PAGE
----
The Helping Hand

The rule is created in IIS, but the site is still not redirected to https://

Normally, the redirection rule gets written into the web.config file located in the document root directory of your website. If the redirection does not work for some reason, make sure that web.config exists and check if it contains the appropriate rule.

To do this, follow these steps:

  1. In the sites list of IIS, right-click on your site. Choose the “Explore” option:iisred6
  2. “Explore” will open the document root directory of the site. Check if the web.config file is there.
  3. The web.config file must have the following code block:
    <configuration>
    <system.webServer>
    <rewrite>
    <rules>
    <rule name=”HTTPS force” enabled=”true” stopProcessing=”true”>
    <match url=”(.*)” />
    <conditions>
    <add input=”{HTTPS}” pattern=”^OFF$” />
    </conditions>
    <action type=”Redirect” url=”https://{HTTP_HOST}/{R:1}” redirectType=”Permanent” />
    </rule>
    </rules>
    </rewrite>
    </system.webServer>
    </configuration>
  4. If the web.config file is missing, you can create a new .txt file, put the aforementioned code there, save and then rename the file to web.config.

This one, much like my Offline Root CA post is a direct copy of the source. For the same reason, I felt I had no need to re-word it as it was very well written.

Thanks Namecheap, although it would have been nice to thank the actual author who took the time to do the beautiful write up with snippets. 🙂

Creating, requesting, approving, installing Certificates on IIS Core

One way:

  1. Open Certificates Snap-in from Remote Management computer.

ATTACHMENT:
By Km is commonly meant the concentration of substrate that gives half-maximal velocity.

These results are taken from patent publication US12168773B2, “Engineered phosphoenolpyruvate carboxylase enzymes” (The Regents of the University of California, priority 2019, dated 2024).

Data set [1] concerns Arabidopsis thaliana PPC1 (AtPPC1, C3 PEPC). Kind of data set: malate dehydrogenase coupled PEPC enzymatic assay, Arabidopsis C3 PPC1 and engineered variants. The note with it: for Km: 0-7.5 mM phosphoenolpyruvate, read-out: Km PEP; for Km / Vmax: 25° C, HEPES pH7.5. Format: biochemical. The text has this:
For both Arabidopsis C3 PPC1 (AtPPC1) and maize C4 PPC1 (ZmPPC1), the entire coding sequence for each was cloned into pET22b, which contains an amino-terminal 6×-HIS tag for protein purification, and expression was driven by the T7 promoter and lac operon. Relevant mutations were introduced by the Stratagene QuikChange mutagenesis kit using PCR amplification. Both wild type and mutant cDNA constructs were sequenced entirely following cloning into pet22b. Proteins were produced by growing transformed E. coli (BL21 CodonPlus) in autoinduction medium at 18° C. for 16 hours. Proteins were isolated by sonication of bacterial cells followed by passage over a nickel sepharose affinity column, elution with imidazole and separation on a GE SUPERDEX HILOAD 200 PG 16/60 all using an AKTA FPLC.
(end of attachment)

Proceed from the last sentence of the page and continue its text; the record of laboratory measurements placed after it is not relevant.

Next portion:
2. Connect to remote computers Machine store (Core-IIS).
  3. Right click the Personal Store object (folder) -> All tasks -> Advanced Operations -> Create Custom Request…
  4. Pick Enrollment Policy (Custom Request for 3rd Party CAs) I have internal CA, So I picked AD Enrollment Policy.
  5. Template – Web Server | PKCS #10
  6. Click Details to expand the AD EP – Web Server template properties (Make sure you enter a common name of the host name of the server, and SAN names for any sites you plan to use this certificate for)
  7. Save the Request file.
  8. Navigate to your CA sign the certificate. (In my case I have web enrollment, so I simply navigated to my CA web page and picked custom request, then opened the request file in notepad and copied the request contents into the text box of the web request, after issued, saved a copy in Base64 format) OR Open the CA snap-in, Right click the CA -> All tasks -> Submit a new Request, Save the issued cert file.
  9. Right click the Personal store on the remote Certificates Snap-in again, select All Tasks -> Import.
  10. Your Certificate is ready for use on the Website binding section of IIS.

Second way:

  1. Creating an INF file to set the certificate properties[Version]
    Signature=”$Windows NT$”
    [NewRequest]
    Subject = “CN=SERVER.CONTOSO.COM” 

    Exportable = FALSE                  ; Private key is not exportable
    KeyLength = 2048                    ; Common key sizes: 512, 1024, 2048, 4096, 8192, 16384
    KeySpec = 1                         ; AT_KEYEXCHANGE
    KeyUsage = 0xA0                     ; Digital Signature, Key Encipherment
    MachineKeySet = True                ; The key belongs to the local computer account
    ProviderName = “Microsoft RSA SChannel Cryptographic Provider”
    ProviderType = 12
    SMIME = FALSE
    RequestType = CMC
    ; At least certreq.exe shipping with Windows Vista/Server 2008 is required to interpret the [Strings] and [Extensions] sections below[Strings]
    szOID_SUBJECT_ALT_NAME2 = “2.5.29.17”
    szOID_ENHANCED_KEY_USAGE = “2.5.29.37”
    szOID_PKIX_KP_SERVER_AUTH = “1.3.6.1.5.5.7.3.1”